2013.34 | loop | shop this

loop walletLoop – A new payments solution called Loop is looking to make its way into the ever complex pile of payments options.  The solution leverages current infrastructure in place by accessing MSR readers in place and communicating with them over the air via a case on the mobile device.   Using current infrastructure is a smart move. Anyone with real world experience in retail technology knows that changing out thousands of stores with even a small piece of technology is a significant effort.

The even greater challenge is getting mindshare from the general public.  The world has been overwhelmed with payment options; swiping, dipping, PIN, no PIN, tapping, scanning a barcode, RFID dongles, gift cards, scanning from mobile screens, NFC on mobile – there are too many choices and they are confusing to a great part of the population.  As Square found out at Starbucks, even a slight change to the payments process can easily confuse store staff.  Another unfortunate challenge is that the crowd that is most willing to attempt to use a mobile device to make payments are also the population least willing to stick a chunky case with a cable on their phone to enable payments.

From a selfish consumer’s perspective, the best way to deal with this sort of payments challenge is to put the payments infrastructure online and let the payments happen there.  Consider Uber.  For those that are unfamiliar, this app virtually flags down a cab / limo / SUV near you so they can pick you up and take you to your destination.  Instead of holding cars up on the road while people pass cash back and forth or tap cards, customers put their credit card in the app and store it there.  They request a car and see an estimated price.  When they ride is over, the approve the payment within the app.  The driver can validate payment received and everyone parts happily.  No new infrastructure required and there is less inconvenience for the consumer.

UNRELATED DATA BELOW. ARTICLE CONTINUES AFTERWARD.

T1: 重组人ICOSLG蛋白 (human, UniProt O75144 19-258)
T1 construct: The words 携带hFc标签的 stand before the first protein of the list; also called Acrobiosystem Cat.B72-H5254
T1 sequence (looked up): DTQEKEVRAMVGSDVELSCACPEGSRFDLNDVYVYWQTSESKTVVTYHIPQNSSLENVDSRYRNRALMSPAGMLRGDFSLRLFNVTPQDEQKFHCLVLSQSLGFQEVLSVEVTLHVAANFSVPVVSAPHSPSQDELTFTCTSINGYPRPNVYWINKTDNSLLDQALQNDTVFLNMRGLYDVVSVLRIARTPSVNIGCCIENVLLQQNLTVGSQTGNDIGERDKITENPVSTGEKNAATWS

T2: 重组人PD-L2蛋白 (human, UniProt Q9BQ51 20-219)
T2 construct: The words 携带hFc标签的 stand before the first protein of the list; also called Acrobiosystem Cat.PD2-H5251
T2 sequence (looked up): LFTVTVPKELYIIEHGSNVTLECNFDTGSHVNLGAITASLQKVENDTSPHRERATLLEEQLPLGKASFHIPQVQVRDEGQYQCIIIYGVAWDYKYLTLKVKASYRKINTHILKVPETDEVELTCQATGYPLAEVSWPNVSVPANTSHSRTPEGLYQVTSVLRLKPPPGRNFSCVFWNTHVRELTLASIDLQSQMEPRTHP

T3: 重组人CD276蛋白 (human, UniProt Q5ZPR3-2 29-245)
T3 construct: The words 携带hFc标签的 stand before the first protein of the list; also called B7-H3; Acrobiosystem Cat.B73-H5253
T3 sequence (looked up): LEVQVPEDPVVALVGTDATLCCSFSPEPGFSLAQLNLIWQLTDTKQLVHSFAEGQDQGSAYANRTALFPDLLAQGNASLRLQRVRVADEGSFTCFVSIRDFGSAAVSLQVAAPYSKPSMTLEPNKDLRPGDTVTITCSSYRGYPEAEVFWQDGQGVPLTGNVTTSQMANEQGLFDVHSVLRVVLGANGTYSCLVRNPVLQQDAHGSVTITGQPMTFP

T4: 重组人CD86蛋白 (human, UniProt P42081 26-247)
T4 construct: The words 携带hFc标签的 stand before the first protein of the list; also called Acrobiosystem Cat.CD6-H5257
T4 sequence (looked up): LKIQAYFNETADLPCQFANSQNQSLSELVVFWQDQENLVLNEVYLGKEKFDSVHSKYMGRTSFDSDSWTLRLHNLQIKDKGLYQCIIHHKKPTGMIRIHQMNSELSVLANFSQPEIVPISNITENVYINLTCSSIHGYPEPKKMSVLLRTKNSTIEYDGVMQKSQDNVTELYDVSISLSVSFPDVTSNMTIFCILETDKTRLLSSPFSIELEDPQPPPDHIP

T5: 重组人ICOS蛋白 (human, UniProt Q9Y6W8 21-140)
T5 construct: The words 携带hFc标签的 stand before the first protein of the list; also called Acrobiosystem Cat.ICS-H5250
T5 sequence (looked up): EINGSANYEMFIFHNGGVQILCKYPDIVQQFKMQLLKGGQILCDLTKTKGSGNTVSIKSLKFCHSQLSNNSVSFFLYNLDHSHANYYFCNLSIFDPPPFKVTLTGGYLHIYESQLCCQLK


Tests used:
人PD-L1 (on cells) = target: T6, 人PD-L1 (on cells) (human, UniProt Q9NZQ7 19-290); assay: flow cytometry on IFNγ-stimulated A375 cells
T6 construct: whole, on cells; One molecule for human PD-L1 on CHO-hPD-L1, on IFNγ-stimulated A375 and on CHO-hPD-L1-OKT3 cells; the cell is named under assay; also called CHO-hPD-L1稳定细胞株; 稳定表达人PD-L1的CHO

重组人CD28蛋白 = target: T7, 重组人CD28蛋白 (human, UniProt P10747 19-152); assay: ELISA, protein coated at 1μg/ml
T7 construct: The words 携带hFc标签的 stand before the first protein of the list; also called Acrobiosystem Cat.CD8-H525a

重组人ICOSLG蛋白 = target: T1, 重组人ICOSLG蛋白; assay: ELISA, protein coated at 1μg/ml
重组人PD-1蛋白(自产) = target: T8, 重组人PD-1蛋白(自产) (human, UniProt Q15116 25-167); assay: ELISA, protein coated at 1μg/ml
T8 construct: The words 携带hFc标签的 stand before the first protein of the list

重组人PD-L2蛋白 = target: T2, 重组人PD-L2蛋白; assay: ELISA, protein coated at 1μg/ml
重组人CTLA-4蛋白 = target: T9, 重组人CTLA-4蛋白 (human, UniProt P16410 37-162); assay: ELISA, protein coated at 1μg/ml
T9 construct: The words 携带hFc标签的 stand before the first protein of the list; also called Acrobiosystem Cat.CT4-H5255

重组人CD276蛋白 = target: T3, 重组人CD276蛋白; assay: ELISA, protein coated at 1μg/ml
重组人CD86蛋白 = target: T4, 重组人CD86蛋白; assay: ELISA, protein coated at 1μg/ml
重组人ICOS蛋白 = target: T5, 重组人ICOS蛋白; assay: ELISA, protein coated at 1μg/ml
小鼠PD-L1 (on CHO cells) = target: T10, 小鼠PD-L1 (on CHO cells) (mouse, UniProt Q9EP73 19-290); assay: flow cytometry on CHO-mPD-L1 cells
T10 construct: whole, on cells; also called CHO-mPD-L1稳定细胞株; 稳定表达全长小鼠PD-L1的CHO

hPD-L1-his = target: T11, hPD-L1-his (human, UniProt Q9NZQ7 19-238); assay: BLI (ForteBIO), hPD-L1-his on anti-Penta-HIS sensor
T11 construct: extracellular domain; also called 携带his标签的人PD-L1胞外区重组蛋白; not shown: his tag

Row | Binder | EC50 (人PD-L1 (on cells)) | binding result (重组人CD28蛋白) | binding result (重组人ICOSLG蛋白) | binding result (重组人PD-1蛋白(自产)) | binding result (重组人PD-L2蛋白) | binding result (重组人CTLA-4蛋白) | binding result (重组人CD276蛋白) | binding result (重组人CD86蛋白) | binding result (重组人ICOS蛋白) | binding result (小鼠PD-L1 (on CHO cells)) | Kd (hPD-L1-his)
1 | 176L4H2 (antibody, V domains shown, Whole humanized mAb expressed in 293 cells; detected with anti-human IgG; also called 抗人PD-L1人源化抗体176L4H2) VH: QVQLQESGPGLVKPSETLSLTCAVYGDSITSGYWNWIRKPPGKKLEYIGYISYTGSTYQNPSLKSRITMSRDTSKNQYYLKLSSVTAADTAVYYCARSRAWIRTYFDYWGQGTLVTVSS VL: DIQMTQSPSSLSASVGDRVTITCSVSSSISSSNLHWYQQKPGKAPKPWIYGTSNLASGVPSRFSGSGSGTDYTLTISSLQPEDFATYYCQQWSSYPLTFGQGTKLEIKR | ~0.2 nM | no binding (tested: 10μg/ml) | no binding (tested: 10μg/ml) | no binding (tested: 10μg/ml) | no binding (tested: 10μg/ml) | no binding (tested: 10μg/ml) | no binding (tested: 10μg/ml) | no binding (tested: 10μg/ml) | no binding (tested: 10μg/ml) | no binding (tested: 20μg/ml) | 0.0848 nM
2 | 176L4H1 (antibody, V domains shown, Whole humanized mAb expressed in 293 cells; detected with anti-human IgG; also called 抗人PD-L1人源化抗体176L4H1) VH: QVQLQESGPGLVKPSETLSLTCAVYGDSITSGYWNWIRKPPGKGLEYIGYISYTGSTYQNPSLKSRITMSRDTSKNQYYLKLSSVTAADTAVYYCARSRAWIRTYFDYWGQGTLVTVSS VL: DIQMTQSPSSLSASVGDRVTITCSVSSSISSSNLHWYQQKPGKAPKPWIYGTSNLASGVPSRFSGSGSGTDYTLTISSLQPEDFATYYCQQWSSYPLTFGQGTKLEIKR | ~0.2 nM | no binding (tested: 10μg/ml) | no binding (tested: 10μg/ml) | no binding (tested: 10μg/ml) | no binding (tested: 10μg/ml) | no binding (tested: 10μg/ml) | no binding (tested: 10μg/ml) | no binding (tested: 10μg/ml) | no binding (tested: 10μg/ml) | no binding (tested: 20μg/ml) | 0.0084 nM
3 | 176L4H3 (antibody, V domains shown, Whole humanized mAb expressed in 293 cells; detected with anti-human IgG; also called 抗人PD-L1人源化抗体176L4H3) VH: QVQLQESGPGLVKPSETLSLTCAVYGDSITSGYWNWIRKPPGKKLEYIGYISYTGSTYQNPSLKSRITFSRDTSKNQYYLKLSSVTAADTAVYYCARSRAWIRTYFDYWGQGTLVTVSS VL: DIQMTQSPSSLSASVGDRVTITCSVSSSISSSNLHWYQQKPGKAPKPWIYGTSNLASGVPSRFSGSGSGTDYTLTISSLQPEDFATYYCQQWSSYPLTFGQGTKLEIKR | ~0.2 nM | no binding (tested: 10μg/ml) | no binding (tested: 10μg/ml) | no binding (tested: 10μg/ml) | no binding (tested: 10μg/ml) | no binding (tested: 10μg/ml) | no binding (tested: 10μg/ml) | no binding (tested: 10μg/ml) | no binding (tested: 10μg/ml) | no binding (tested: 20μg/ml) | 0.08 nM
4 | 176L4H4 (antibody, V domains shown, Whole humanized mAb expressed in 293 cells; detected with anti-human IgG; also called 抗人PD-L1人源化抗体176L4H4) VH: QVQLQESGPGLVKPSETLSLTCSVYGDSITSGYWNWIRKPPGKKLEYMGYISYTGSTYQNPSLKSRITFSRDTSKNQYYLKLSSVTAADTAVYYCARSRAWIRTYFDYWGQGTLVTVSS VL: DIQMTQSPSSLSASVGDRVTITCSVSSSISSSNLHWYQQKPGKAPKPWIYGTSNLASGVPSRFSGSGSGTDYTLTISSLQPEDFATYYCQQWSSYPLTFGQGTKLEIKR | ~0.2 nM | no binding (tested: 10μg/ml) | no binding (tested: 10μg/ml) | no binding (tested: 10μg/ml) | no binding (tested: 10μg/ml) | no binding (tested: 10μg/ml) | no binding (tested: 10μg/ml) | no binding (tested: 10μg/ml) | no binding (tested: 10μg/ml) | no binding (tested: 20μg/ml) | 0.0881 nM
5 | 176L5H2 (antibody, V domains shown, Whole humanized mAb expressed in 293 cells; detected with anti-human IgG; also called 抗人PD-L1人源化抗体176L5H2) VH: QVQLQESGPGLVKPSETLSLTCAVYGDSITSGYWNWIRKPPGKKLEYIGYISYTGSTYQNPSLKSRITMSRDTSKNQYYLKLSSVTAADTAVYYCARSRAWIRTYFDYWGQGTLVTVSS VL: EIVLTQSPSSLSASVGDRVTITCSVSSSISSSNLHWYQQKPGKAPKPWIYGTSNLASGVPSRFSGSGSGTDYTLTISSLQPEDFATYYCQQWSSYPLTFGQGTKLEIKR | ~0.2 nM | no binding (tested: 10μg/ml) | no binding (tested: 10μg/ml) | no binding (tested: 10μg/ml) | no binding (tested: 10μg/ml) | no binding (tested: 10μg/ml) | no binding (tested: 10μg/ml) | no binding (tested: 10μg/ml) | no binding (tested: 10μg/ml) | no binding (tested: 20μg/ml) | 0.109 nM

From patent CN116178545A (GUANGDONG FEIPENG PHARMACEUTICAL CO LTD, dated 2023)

Buying movie tickets with the Cineplex mobile app works the same way.  Unfortunately one has to enter their credit card for every transaction, but still no need to wait in line once you get to the theatre.  While there are risks from those who would use stolen cards, Cineplex found a way to deal with it, and I’m sure others will as well.  While it’s a pain to have to enter credit cards in all of these apps, it beats putting some crazy case on my phone that will only work at some places.

While these are definitely point solutions and not the universal wallet that solutions like Loop are trying to enable, there are more and more mobile or tablet point of sale solutions and passing a card or cash (or God forbid a cheque) seems like more of an anachronism every day.  It would be great to put it online, get away from readers of any sort and be done with it.  Payment systems that do not depend on tapping, swiping or scanning ANYTHING are the best path to the future.  If geo-fenced payments like pay with square or paypal here or even iBeacons could be used to enable geo-fenced payments so we could all quit with the crazy swiping, and signing that would be perfect.  Fundamental changes like this take time, but every step counts, and I appreciate solutions like Loop trying to move us all in the right direction.